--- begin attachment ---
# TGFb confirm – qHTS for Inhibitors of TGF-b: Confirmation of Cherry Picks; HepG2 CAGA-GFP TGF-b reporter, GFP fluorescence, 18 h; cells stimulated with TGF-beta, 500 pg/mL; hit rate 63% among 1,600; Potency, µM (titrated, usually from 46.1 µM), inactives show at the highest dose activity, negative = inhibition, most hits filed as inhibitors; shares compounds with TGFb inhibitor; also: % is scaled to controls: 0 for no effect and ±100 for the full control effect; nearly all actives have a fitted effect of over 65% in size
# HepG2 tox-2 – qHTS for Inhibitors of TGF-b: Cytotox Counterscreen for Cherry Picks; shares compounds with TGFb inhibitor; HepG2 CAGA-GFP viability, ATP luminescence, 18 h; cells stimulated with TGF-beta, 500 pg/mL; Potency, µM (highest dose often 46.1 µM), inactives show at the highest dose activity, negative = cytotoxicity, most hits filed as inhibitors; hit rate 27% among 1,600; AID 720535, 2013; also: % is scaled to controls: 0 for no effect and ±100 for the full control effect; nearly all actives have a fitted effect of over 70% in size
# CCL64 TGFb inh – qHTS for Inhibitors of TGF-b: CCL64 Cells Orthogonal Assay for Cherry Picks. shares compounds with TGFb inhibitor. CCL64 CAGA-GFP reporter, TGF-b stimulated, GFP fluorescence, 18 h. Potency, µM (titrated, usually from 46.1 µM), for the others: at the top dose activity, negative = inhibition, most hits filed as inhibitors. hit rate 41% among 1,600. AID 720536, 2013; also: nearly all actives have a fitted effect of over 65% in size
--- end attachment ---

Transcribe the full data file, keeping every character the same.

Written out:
# TGFb confirm – qHTS for Inhibitors of TGF-b: Confirmation of Cherry Picks; HepG2 CAGA-GFP TGF-b reporter, GFP fluorescence, 18 h; cells stimulated with TGF-beta, 500 pg/mL; hit rate 63% among 1,600; Potency, µM (titrated, usually from 46.1 µM), inactives show at the highest dose activity, negative = inhibition, most hits filed as inhibitors; shares compounds with TGFb inhibitor; also: % is scaled to controls: 0 for no effect and ±100 for the full control effect; nearly all actives have a fitted effect of over 65% in size
# HepG2 tox-2 – qHTS for Inhibitors of TGF-b: Cytotox Counterscreen for Cherry Picks; shares compounds with TGFb inhibitor; HepG2 CAGA-GFP viability, ATP luminescence, 18 h; cells stimulated with TGF-beta, 500 pg/mL; Potency, µM (highest dose often 46.1 µM), inactives show at the highest dose activity, negative = cytotoxicity, most hits filed as inhibitors; hit rate 27% among 1,600; AID 720535, 2013; also: % is scaled to controls: 0 for no effect and ±100 for the full control effect; nearly all actives have a fitted effect of over 70% in size
# CCL64 TGFb inh – qHTS for Inhibitors of TGF-b: CCL64 Cells Orthogonal Assay for Cherry Picks. shares compounds with TGFb inhibitor. CCL64 CAGA-GFP reporter, TGF-b stimulated, GFP fluorescence, 18 h. Potency, µM (titrated, usually from 46.1 µM), for the others: at the top dose activity, negative = inhibition, most hits filed as inhibitors. hit rate 41% among 1,600. AID 720536, 2013; also: nearly all actives have a fitted effect of over 65% in size